The day the Addicks swept France aside in Paris

Imagine the Addicks facing off against one of the top international teams in world football and claiming a convincing victory.

Nowadays, seeing a club side face off against a national team is often restricted to a living room and a games console. 

85 years ago today, however - and long before the invention of the PlayStation and the Xbox - it became a reality for Jimmy Seed’s Charlton as they came up against France in Paris on April 11th, 1937.

The exhibition match came about after Italy - under orders from fascist leader Benito Mussolini - had withdrawn as France’s opponents for the originally-scheduled fixture, and Jimmy Seed’s men duly stepped in as a late replacement.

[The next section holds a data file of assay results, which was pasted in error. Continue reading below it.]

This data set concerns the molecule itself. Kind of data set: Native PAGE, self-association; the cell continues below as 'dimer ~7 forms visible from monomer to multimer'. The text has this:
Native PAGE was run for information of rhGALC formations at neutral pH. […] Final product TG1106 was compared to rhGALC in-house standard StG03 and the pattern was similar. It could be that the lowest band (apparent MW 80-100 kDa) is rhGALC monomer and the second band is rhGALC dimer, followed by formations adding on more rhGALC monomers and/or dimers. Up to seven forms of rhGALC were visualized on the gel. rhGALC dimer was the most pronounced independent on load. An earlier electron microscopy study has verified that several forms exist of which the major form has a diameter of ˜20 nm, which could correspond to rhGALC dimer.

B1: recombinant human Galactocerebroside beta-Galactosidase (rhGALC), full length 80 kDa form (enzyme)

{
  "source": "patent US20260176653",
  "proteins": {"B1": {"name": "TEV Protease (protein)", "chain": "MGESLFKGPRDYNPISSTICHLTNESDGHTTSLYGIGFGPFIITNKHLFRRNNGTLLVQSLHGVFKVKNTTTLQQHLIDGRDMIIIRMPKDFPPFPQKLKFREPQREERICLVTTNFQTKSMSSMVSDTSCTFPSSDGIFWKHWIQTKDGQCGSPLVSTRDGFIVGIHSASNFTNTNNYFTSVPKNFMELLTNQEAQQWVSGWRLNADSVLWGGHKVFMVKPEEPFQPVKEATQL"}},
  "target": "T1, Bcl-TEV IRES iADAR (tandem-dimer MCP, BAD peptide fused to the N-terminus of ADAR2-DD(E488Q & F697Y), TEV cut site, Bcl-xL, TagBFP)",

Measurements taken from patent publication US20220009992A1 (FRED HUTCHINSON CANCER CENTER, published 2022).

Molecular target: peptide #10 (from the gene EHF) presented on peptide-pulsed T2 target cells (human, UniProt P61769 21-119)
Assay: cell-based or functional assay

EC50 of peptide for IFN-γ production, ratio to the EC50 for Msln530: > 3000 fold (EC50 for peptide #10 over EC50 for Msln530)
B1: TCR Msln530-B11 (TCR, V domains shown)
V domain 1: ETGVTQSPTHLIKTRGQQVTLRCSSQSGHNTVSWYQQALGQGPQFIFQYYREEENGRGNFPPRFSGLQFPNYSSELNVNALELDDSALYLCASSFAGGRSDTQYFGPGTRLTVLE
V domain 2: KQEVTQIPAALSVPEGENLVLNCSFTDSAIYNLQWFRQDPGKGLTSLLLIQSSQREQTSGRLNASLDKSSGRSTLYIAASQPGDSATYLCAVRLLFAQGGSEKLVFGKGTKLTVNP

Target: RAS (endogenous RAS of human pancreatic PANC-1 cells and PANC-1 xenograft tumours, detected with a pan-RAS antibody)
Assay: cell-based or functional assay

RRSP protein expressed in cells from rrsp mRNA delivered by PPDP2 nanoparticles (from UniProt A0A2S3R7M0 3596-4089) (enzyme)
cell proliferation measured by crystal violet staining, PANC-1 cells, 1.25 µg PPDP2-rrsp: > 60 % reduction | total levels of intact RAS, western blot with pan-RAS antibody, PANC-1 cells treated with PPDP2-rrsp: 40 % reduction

The Addicks would go on to win 5-2 in front of a crowd of 40,000 in the French capital.

The match fell just a day after Charlton had beaten Huddersfield Town at The Valley but they showed no fatigue whatsoever. Harold Hobbis added to a brace each from George Tadman and Don Welsh to cancel out the international might of ‘Les Bleus’ who netted consolation strikes courtesy of RC Paris striker Émile Veinante and another via a player named Fructuoso.

A report in the French newspaper Le Petit Dauphinois explained how it was a “marvellous performance from Charlton” who ran their opponents rugged before finishing off the tired Frenchman late on.

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